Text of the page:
The Impact of Education

The Hon. Pascal F. Calogero, Jr., J.D. ’54, H’91, received the St. Ives Award at the College of Law Alumni Luncheon. The following are his remarks.

I graduated from Loyola Law School in 1954, a day filled with excitement about building a legal career. I could not then have imagined that I would be here today, more than half a century later, accepting such an honor as the St. Ives Award from the Loyola Law Alumni Association. Nor could I have imagined then, on the eve of becoming a lawyer, how that sense of excitement about practicing law would propel me through a legal career spanning 59 years, including 36 years as an elected justice of the Louisiana Supreme Court, and now having returned to private law practice.

As I reflected on the honor you present today with the St. Ives Award, and also on the honor of having received Loyola’s Integritas Vitae Award in 2008, I thought I would take this opportunity to speak about Loyola’s contribution to my life and career—which may perhaps spark some parallels with your own experiences at Loyola.

So, have you heard the one about the cleric, the baseball player, and the police officer? I’ll tell it to you. See, I owe my career path to the insistence of my father, a cop, and to the intervention of Br. Martin Hernandez, the principal of my high school for four years (St. Aloysius in New Orleans). And, yours truly, I would be the baseball player—with big league ambition as a kid, one with limited baseball talent.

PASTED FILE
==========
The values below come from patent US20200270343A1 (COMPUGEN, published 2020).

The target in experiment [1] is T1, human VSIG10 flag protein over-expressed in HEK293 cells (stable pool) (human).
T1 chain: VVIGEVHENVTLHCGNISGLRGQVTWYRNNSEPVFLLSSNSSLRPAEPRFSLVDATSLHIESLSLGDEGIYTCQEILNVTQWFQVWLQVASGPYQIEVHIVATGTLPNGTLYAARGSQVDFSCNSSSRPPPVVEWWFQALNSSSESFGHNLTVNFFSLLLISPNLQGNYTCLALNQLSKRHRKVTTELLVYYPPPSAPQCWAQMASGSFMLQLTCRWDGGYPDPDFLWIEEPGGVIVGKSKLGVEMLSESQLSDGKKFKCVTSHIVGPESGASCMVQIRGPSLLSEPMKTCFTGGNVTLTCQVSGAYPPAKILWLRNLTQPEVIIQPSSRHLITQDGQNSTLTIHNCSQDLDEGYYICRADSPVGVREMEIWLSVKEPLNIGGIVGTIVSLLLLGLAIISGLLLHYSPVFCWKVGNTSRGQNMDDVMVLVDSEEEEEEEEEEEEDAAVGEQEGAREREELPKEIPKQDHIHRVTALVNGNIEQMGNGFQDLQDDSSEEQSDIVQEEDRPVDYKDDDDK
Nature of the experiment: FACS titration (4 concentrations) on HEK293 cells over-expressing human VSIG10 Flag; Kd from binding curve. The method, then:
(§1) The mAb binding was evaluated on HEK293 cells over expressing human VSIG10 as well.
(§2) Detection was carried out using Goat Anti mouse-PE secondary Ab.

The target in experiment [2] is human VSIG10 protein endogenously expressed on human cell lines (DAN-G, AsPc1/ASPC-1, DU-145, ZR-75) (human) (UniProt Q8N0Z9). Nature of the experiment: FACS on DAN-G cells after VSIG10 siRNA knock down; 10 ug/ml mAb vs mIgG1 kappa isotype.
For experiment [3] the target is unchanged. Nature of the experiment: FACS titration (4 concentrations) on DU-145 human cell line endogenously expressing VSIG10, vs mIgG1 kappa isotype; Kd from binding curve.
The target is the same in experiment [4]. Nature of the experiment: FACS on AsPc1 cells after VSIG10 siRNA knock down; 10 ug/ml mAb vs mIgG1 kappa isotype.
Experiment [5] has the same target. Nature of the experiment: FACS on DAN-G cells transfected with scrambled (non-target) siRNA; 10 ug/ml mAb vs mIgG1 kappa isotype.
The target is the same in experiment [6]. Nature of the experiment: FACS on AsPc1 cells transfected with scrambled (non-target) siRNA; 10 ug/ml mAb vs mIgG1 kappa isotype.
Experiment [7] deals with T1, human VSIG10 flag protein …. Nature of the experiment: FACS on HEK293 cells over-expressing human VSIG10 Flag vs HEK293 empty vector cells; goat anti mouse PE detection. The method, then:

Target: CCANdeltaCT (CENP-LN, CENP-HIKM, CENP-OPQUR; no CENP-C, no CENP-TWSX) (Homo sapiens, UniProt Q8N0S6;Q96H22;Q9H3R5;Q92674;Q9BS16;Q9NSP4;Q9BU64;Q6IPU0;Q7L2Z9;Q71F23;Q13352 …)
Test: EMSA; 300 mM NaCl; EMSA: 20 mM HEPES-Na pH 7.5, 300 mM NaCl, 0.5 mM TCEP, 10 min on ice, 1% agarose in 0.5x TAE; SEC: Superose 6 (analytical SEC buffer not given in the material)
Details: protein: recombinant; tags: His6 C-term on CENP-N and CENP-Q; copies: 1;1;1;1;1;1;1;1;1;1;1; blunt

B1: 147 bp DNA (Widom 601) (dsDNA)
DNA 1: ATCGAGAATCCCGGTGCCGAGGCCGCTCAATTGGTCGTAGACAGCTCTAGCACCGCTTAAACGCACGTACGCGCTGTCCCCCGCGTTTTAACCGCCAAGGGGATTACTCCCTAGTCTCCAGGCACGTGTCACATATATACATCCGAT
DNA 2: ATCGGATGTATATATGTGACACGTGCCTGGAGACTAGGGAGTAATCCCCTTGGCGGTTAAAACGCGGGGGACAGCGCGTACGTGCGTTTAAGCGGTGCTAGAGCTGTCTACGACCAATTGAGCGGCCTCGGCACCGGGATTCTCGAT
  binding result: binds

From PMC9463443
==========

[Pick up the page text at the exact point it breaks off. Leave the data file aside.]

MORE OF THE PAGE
My father was a New Orleans police officer with formal schooling through the fourth grade. My mother, an Irish and German lass, was the granddaughter of an Algiers grocer. My grandmother, Mary Weigman Moore, told us how the Union troops at the end of the Civil War came through the grocery store and destroyed the interior, by among things, rupturing molasses barrels and sacks of flour. What a mess—that was what she often told us.

I was raised in downtown New Orleans, educated in a New Orleans public grammar school (C. J. Colton) before attending St. Aloysius High—which is now known as Brother Martin High School.

Although I harbored the ambition to be a baseball player—second baseman—or perhaps an accountant like my big brother Jack, my father insisted that I pursue the law. Incidentally, when baseball coach Jack Orsley invited me to join the baseball team, and I would have had to drop a three-hour course in my pre-legal studies in the College of Arts and Sciences, my father offered me the option of finding another place to live.